Archive for the ‘Heating & Cooling Systems’ Category

PostHeaderIcon Heating, Ventilation and Air Conditioning

Heating, Ventilation and Air Conditioning

They are the proceedings relating to the regulation of environmental conditions to make more comfortable the climate of dwellings or industrial purposes.
Heating obviously raises the temperature in a given space, with respect to atmospheric temperature, to a satisfactory level.

Ventilation systems control the supply and outlet air, independently or in combination with heating or air conditioning systems, to provide oxygen to the occupants of the premises and eliminate odors.

Air conditioning systems control the atmosphere of the interior space: temperature, humidity, flow and purity of the air, for the comfort of its occupants or to preserve materials that there are handled or stored.


The heating can be direct, as in the case of fireplaces or stoves in a room, or a central system with steam, hot water or hot air that runs through tubes and pipes to transport its heat energy to all the rooms of a building.

The first heating system was the bonfire, with which people heated their dwellings. The Romans developed stoves and braziers of different types, some of which are still used in many parts of the world.
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PostHeaderIcon Which Type is Your Heating System?

There are many types of heating systems available. Which is yours? How does it work? What is its advantages and drawbacks? Here are the types and brief explanations of the systems:

  • Forced air system. The most broadly used type, because it’s the only heater that can be used for both heating and cooling and isn’t expensive. The air from the room is altered in the furnace, then transferred to the room through ductwork and registers. You may find some types of this system based on their fuel sources such as propane, natural gas, or electricity. Forced air system surely has many advantages. However, this system requires ductwork and some space in the walls. The air that is always moving also can be distributing allergens. Hence the air needs to be regularly filtrated and maintained.
  • Radiant heating system, provides the most natural heat. From pot belly stove to hot water tubing planted in the floor, the system transfers the heat by radiation or direct transfer from hot to cold surface. For the in-floor systems, it uses energy efficient boiler that heats water. As for the stove, it may use wood or coal. But you have to be patient if you use this system, because it takes a long time for the materials to be warm. You also have to spend a great deal of money to install radiant heating, and be prepared to spend some more if it experiences some problem, because the pipe is hidden.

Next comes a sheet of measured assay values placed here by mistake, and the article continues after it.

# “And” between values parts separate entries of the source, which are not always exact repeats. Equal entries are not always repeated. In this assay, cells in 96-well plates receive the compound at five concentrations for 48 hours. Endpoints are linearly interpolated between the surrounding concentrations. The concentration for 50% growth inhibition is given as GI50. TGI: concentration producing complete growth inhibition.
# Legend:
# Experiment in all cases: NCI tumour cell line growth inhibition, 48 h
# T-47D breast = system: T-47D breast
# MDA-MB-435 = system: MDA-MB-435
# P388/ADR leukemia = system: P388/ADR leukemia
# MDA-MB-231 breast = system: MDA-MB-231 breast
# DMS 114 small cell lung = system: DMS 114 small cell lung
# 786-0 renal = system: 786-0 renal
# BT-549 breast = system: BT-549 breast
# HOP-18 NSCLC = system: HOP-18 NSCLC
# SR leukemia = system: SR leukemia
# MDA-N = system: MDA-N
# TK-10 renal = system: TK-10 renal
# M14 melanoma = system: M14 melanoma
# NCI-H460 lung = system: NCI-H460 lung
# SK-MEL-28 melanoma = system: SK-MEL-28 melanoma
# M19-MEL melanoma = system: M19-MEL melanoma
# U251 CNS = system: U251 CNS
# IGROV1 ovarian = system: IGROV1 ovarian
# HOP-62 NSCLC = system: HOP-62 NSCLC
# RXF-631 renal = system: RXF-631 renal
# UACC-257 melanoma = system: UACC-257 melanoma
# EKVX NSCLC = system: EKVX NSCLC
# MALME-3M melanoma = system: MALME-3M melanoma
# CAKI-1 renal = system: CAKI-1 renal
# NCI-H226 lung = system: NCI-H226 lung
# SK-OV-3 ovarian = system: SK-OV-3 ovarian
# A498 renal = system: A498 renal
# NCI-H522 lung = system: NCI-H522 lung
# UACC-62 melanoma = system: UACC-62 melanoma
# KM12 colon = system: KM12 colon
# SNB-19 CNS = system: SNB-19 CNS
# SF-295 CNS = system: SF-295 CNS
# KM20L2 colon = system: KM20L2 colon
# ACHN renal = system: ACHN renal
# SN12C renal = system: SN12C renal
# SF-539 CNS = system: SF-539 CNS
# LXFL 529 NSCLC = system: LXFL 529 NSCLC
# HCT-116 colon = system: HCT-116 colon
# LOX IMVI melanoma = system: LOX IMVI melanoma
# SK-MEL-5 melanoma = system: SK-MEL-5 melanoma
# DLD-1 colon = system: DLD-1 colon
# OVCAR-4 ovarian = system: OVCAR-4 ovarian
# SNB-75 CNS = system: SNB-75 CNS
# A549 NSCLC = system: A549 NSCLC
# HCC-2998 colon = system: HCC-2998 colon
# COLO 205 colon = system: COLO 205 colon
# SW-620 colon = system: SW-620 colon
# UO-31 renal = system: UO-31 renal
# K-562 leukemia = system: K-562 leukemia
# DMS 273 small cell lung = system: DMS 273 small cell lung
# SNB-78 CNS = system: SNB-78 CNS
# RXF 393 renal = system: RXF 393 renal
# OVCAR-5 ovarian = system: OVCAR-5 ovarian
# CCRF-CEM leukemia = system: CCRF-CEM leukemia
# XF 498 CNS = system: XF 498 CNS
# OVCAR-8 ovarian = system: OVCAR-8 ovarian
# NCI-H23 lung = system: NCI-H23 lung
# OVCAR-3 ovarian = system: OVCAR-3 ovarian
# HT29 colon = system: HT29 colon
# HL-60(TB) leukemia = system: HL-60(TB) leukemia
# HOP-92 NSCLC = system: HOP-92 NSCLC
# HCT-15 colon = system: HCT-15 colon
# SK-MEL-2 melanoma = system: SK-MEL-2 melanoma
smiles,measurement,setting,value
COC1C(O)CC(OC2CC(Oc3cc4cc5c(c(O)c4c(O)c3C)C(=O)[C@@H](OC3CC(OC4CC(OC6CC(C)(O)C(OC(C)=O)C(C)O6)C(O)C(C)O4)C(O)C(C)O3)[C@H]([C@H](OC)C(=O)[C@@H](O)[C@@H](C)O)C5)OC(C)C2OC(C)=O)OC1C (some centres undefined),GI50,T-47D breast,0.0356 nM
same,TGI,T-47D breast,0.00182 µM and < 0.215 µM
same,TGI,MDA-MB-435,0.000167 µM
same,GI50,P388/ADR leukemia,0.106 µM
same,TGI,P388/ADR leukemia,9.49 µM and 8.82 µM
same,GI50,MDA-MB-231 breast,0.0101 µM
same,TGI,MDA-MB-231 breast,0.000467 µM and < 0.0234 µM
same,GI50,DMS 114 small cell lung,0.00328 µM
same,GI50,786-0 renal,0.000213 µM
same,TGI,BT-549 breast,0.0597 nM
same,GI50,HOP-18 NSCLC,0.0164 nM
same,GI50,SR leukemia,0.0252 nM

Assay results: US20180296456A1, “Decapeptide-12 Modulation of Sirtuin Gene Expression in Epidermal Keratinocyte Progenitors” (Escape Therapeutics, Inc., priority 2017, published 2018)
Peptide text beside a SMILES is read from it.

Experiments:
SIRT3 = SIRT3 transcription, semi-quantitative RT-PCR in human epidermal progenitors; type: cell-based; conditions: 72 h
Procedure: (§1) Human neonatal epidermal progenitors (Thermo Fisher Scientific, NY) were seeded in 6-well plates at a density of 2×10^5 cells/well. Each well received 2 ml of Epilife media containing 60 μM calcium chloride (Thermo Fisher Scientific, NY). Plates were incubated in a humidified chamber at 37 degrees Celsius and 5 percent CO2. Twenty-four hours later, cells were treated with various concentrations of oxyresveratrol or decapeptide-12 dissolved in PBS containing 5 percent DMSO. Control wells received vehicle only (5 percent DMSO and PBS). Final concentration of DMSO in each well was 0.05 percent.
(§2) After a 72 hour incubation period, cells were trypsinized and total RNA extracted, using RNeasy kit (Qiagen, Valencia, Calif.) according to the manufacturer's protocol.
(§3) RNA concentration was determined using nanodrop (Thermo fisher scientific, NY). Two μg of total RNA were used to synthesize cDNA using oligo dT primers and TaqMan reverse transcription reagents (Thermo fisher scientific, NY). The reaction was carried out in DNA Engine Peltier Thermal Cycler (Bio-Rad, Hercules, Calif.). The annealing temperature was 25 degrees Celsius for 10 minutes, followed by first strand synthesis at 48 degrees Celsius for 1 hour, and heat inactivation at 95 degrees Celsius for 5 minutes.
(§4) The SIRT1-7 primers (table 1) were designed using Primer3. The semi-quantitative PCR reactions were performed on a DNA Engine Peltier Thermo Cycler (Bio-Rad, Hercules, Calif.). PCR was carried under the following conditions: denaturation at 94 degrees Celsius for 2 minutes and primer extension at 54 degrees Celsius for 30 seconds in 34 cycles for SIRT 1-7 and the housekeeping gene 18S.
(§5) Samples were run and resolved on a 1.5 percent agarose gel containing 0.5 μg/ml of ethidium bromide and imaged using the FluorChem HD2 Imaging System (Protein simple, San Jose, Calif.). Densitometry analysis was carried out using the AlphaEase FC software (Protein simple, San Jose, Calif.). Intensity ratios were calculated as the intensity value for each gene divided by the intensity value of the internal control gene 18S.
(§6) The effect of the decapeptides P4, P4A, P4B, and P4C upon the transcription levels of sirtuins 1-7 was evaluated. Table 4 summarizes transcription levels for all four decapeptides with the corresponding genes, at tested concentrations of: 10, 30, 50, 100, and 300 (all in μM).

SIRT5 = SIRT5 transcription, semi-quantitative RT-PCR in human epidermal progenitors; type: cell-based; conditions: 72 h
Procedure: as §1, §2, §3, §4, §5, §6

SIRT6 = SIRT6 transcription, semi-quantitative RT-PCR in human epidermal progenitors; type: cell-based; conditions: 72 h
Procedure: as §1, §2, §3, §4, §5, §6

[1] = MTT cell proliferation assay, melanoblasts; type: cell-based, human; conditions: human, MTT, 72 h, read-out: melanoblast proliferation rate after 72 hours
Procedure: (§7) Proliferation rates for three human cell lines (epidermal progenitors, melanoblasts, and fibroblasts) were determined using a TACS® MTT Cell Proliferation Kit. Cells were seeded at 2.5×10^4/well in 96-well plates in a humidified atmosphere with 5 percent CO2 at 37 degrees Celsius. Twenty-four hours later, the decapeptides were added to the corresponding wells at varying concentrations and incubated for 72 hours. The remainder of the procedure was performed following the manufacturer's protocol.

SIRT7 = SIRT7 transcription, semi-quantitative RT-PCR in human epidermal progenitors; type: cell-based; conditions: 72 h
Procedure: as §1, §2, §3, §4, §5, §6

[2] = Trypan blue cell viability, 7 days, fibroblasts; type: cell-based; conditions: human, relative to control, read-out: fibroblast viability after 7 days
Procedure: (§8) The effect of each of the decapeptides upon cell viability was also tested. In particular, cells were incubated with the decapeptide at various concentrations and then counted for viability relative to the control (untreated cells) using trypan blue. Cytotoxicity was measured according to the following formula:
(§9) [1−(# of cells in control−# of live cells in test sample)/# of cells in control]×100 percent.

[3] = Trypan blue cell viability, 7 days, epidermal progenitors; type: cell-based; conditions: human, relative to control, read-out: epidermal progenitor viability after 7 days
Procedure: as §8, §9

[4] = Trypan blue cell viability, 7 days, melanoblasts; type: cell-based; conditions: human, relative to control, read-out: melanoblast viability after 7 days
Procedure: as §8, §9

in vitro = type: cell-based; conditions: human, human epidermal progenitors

• Hot water baseboard system, heats water to heat a space. Similar to radiant heat, but this system also implements convection. There are some “fin-tubes” baseboard units that are fixed along the walls. These tubes will heat the air as the air rise with the heat that are produced by the hot water. Just like radiant heat, hot water baseboard system also takes a long time to heat the room. The baseboard radiation also requires some space and cannot be obstructed by furnitures. To transform the system to air conditioning, you must install another ductwork distribution and cooling system.heat
  • Steam radiant heating system, old system that is rarely used today. They come in two types, the one-pipe and two-pipe systems. The two-pipe systems separate water and system, unlike the one-pipe systems. Although they can warm spaces quite quickly, the radiators are not a nice sight and can limit furniture placement.
  • Geothermal heat pump (GHP), the newest technology of heating and cooling. It makes your home a refrigerator, but it can be reversed. The heat pump takes heat from the earth and also deposit it to the earth. The bad news is, these systems are expensive to afford.